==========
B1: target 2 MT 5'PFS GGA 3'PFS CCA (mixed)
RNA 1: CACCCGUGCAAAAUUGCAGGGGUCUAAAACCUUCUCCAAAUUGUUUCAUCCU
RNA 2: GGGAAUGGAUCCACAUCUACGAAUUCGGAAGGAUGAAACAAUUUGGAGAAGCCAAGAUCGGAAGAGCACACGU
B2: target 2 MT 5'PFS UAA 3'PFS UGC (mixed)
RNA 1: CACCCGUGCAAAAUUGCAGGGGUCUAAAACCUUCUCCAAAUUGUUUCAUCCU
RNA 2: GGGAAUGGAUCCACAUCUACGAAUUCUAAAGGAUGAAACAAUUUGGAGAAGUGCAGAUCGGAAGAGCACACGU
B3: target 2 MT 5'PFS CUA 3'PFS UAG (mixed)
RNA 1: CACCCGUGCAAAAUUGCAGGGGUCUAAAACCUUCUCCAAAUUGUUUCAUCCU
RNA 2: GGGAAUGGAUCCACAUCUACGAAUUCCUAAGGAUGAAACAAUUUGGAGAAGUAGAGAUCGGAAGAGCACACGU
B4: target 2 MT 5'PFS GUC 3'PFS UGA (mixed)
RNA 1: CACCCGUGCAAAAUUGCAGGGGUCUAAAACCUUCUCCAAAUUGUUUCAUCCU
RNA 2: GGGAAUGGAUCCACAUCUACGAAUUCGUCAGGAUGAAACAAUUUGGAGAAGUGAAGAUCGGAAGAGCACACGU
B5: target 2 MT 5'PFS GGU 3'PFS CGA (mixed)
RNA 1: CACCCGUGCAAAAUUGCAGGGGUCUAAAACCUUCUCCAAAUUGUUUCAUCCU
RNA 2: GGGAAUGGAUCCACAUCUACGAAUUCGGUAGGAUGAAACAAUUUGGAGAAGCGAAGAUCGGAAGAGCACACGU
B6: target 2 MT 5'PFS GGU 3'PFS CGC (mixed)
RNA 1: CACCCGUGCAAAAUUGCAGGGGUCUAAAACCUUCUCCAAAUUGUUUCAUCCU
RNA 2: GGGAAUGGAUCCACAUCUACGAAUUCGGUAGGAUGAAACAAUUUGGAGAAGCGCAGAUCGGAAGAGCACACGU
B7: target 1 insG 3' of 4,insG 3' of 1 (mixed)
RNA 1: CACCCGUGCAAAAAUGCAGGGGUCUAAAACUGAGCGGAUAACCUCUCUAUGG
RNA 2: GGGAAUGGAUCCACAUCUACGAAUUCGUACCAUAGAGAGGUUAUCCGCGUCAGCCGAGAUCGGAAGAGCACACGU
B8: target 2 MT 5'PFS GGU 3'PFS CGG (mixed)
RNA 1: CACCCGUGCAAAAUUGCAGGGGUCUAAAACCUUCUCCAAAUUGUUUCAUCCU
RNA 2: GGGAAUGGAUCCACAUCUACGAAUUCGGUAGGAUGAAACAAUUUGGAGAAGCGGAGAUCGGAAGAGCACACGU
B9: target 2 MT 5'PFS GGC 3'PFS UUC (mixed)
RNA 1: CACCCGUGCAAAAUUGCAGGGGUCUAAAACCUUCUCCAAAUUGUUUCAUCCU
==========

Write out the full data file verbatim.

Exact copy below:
B1: target 2 MT 5'PFS GGA 3'PFS CCA (mixed)
RNA 1: CACCCGUGCAAAAUUGCAGGGGUCUAAAACCUUCUCCAAAUUGUUUCAUCCU
RNA 2: GGGAAUGGAUCCACAUCUACGAAUUCGGAAGGAUGAAACAAUUUGGAGAAGCCAAGAUCGGAAGAGCACACGU
B2: target 2 MT 5'PFS UAA 3'PFS UGC (mixed)
RNA 1: CACCCGUGCAAAAUUGCAGGGGUCUAAAACCUUCUCCAAAUUGUUUCAUCCU
RNA 2: GGGAAUGGAUCCACAUCUACGAAUUCUAAAGGAUGAAACAAUUUGGAGAAGUGCAGAUCGGAAGAGCACACGU
B3: target 2 MT 5'PFS CUA 3'PFS UAG (mixed)
RNA 1: CACCCGUGCAAAAUUGCAGGGGUCUAAAACCUUCUCCAAAUUGUUUCAUCCU
RNA 2: GGGAAUGGAUCCACAUCUACGAAUUCCUAAGGAUGAAACAAUUUGGAGAAGUAGAGAUCGGAAGAGCACACGU
B4: target 2 MT 5'PFS GUC 3'PFS UGA (mixed)
RNA 1: CACCCGUGCAAAAUUGCAGGGGUCUAAAACCUUCUCCAAAUUGUUUCAUCCU
RNA 2: GGGAAUGGAUCCACAUCUACGAAUUCGUCAGGAUGAAACAAUUUGGAGAAGUGAAGAUCGGAAGAGCACACGU
B5: target 2 MT 5'PFS GGU 3'PFS CGA (mixed)
RNA 1: CACCCGUGCAAAAUUGCAGGGGUCUAAAACCUUCUCCAAAUUGUUUCAUCCU
RNA 2: GGGAAUGGAUCCACAUCUACGAAUUCGGUAGGAUGAAACAAUUUGGAGAAGCGAAGAUCGGAAGAGCACACGU
B6: target 2 MT 5'PFS GGU 3'PFS CGC (mixed)
RNA 1: CACCCGUGCAAAAUUGCAGGGGUCUAAAACCUUCUCCAAAUUGUUUCAUCCU
RNA 2: GGGAAUGGAUCCACAUCUACGAAUUCGGUAGGAUGAAACAAUUUGGAGAAGCGCAGAUCGGAAGAGCACACGU
B7: target 1 insG 3' of 4,insG 3' of 1 (mixed)
RNA 1: CACCCGUGCAAAAAUGCAGGGGUCUAAAACUGAGCGGAUAACCUCUCUAUGG
RNA 2: GGGAAUGGAUCCACAUCUACGAAUUCGUACCAUAGAGAGGUUAUCCGCGUCAGCCGAGAUCGGAAGAGCACACGU
B8: target 2 MT 5'PFS GGU 3'PFS CGG (mixed)
RNA 1: CACCCGUGCAAAAUUGCAGGGGUCUAAAACCUUCUCCAAAUUGUUUCAUCCU
RNA 2: GGGAAUGGAUCCACAUCUACGAAUUCGGUAGGAUGAAACAAUUUGGAGAAGCGGAGAUCGGAAGAGCACACGU
B9: target 2 MT 5'PFS GGC 3'PFS UUC (mixed)
RNA 1: CACCCGUGCAAAAUUGCAGGGGUCUAAAACCUUCUCCAAAUUGUUUCAUCCU